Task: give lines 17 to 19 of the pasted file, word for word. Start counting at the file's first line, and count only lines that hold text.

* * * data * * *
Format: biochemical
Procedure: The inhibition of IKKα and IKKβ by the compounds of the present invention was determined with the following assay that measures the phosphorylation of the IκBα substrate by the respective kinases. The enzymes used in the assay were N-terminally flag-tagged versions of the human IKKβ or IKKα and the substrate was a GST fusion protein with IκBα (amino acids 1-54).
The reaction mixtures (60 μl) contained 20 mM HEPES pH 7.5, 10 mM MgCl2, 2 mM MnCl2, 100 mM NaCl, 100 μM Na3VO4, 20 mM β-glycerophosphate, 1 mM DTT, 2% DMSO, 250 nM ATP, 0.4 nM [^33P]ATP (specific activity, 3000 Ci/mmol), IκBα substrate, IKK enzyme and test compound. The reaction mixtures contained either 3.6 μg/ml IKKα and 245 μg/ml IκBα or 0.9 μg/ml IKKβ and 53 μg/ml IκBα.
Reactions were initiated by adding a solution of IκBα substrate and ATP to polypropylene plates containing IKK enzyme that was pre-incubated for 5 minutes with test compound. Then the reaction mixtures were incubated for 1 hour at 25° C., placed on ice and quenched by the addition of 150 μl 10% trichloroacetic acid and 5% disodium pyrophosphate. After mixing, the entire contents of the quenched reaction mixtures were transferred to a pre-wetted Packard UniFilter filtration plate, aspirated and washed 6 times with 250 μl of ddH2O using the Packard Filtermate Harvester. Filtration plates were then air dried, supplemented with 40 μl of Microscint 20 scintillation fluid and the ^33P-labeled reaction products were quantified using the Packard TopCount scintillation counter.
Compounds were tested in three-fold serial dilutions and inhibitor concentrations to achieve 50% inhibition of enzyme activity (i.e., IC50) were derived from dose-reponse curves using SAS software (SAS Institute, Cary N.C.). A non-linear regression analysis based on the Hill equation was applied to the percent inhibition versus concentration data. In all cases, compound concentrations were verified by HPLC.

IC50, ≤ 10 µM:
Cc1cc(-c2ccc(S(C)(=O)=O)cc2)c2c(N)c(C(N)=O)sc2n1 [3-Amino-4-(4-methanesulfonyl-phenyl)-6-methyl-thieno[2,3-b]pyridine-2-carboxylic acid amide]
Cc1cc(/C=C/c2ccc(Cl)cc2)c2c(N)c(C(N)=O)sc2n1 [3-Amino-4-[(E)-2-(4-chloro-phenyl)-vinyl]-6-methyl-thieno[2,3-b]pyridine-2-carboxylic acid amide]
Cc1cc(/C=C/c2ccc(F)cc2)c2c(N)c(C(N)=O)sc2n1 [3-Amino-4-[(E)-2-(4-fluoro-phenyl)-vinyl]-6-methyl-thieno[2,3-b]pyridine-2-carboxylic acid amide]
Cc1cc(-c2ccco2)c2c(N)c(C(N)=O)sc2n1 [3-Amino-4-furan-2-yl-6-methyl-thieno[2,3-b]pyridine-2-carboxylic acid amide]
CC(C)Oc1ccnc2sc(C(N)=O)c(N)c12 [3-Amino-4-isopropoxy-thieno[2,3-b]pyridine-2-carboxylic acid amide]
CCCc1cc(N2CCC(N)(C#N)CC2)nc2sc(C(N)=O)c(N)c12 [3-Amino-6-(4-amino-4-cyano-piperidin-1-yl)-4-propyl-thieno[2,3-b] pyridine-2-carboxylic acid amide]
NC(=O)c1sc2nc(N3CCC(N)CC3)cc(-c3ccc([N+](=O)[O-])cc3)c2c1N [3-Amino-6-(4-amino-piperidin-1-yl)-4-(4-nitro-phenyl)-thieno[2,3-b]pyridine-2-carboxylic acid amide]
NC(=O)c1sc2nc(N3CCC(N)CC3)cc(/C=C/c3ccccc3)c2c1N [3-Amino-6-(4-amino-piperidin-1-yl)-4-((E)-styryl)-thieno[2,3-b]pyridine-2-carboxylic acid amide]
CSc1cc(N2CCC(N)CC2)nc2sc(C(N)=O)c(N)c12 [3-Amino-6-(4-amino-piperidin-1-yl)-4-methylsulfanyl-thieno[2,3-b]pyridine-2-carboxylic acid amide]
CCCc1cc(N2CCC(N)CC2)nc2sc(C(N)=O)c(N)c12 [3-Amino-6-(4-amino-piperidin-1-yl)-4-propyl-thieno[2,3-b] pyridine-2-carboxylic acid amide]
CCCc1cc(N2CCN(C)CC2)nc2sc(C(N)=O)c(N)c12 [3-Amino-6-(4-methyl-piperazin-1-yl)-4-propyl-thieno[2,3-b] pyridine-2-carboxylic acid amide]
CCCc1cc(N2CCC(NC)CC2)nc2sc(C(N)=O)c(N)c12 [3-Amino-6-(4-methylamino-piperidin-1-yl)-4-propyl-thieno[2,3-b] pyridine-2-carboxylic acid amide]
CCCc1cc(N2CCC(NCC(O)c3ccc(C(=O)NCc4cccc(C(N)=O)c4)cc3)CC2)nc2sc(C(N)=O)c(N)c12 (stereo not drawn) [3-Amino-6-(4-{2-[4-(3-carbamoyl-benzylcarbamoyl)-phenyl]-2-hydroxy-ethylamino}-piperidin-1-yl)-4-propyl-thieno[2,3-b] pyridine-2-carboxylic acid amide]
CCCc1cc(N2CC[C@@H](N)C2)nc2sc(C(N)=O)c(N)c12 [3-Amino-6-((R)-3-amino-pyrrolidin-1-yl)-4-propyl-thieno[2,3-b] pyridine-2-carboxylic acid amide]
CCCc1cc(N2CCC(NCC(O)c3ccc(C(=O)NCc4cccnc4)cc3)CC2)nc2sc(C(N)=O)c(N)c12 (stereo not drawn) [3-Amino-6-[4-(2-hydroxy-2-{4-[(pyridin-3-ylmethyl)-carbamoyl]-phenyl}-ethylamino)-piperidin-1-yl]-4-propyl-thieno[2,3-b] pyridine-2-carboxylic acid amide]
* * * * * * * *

CCCc1cc(N2CCN(C)CC2)nc2sc(C(N)=O)c(N)c12 [3-Amino-6-(4-methyl-piperazin-1-yl)-4-propyl-thieno[2,3-b] pyridine-2-carboxylic acid amide]
CCCc1cc(N2CCC(NC)CC2)nc2sc(C(N)=O)c(N)c12 [3-Amino-6-(4-methylamino-piperidin-1-yl)-4-propyl-thieno[2,3-b] pyridine-2-carboxylic acid amide]
CCCc1cc(N2CCC(NCC(O)c3ccc(C(=O)NCc4cccc(C(N)=O)c4)cc3)CC2)nc2sc(C(N)=O)c(N)c12 (stereo not drawn) [3-Amino-6-(4-{2-[4-(3-carbamoyl-benzylcarbamoyl)-phenyl]-2-hydroxy-ethylamino}-piperidin-1-yl)-4-propyl-thieno[2,3-b] pyridine-2-carboxylic acid amide]